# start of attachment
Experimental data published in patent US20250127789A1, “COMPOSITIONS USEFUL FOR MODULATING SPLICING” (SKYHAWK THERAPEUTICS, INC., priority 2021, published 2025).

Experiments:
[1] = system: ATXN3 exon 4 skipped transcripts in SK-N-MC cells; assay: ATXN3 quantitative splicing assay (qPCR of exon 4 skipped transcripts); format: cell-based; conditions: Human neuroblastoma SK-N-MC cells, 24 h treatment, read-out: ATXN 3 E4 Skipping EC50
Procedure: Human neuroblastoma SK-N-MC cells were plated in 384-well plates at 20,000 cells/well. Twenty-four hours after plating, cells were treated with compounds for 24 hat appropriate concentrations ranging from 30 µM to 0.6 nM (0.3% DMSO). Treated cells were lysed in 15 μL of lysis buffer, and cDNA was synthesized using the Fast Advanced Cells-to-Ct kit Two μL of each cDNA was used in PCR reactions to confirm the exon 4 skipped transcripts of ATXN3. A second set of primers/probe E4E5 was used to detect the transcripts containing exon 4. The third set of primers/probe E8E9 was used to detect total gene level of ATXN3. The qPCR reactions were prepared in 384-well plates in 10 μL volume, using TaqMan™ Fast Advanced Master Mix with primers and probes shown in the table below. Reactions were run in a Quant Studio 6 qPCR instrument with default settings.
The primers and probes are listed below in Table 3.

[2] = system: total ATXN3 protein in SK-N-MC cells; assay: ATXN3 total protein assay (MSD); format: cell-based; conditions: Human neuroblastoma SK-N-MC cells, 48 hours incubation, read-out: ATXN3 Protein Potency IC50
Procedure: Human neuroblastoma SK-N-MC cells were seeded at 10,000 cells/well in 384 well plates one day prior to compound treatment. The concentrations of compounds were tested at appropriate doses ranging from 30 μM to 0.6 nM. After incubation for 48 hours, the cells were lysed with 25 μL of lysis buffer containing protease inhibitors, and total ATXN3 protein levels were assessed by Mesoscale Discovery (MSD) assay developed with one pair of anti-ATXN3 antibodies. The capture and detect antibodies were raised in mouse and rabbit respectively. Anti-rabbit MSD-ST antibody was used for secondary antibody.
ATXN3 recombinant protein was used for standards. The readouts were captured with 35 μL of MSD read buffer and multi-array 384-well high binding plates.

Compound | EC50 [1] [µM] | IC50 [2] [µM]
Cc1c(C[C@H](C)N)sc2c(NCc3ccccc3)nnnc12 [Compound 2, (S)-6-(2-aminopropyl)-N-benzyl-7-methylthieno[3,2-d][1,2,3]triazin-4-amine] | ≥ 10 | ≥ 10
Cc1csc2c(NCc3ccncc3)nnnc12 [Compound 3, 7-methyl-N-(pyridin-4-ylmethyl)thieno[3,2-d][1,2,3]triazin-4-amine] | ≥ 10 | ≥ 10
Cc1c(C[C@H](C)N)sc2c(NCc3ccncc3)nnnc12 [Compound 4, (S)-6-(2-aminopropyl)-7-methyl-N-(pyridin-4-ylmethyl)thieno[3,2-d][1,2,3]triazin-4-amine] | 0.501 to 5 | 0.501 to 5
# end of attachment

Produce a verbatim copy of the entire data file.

Experimental data published in patent US20250127789A1, “COMPOSITIONS USEFUL FOR MODULATING SPLICING” (SKYHAWK THERAPEUTICS, INC., priority 2021, published 2025).

Experiments:
[1] = system: ATXN3 exon 4 skipped transcripts in SK-N-MC cells; assay: ATXN3 quantitative splicing assay (qPCR of exon 4 skipped transcripts); format: cell-based; conditions: Human neuroblastoma SK-N-MC cells, 24 h treatment, read-out: ATXN 3 E4 Skipping EC50
Procedure: Human neuroblastoma SK-N-MC cells were plated in 384-well plates at 20,000 cells/well. Twenty-four hours after plating, cells were treated with compounds for 24 hat appropriate concentrations ranging from 30 µM to 0.6 nM (0.3% DMSO). Treated cells were lysed in 15 μL of lysis buffer, and cDNA was synthesized using the Fast Advanced Cells-to-Ct kit Two μL of each cDNA was used in PCR reactions to confirm the exon 4 skipped transcripts of ATXN3. A second set of primers/probe E4E5 was used to detect the transcripts containing exon 4. The third set of primers/probe E8E9 was used to detect total gene level of ATXN3. The qPCR reactions were prepared in 384-well plates in 10 μL volume, using TaqMan™ Fast Advanced Master Mix with primers and probes shown in the table below. Reactions were run in a Quant Studio 6 qPCR instrument with default settings.
The primers and probes are listed below in Table 3.

[2] = system: total ATXN3 protein in SK-N-MC cells; assay: ATXN3 total protein assay (MSD); format: cell-based; conditions: Human neuroblastoma SK-N-MC cells, 48 hours incubation, read-out: ATXN3 Protein Potency IC50
Procedure: Human neuroblastoma SK-N-MC cells were seeded at 10,000 cells/well in 384 well plates one day prior to compound treatment. The concentrations of compounds were tested at appropriate doses ranging from 30 μM to 0.6 nM. After incubation for 48 hours, the cells were lysed with 25 μL of lysis buffer containing protease inhibitors, and total ATXN3 protein levels were assessed by Mesoscale Discovery (MSD) assay developed with one pair of anti-ATXN3 antibodies. The capture and detect antibodies were raised in mouse and rabbit respectively. Anti-rabbit MSD-ST antibody was used for secondary antibody.
ATXN3 recombinant protein was used for standards. The readouts were captured with 35 μL of MSD read buffer and multi-array 384-well high binding plates.

Compound | EC50 [1] [µM] | IC50 [2] [µM]
Cc1c(C[C@H](C)N)sc2c(NCc3ccccc3)nnnc12 [Compound 2, (S)-6-(2-aminopropyl)-N-benzyl-7-methylthieno[3,2-d][1,2,3]triazin-4-amine] | ≥ 10 | ≥ 10
Cc1csc2c(NCc3ccncc3)nnnc12 [Compound 3, 7-methyl-N-(pyridin-4-ylmethyl)thieno[3,2-d][1,2,3]triazin-4-amine] | ≥ 10 | ≥ 10
Cc1c(C[C@H](C)N)sc2c(NCc3ccncc3)nnnc12 [Compound 4, (S)-6-(2-aminopropyl)-7-methyl-N-(pyridin-4-ylmethyl)thieno[3,2-d][1,2,3]triazin-4-amine] | 0.501 to 5 | 0.501 to 5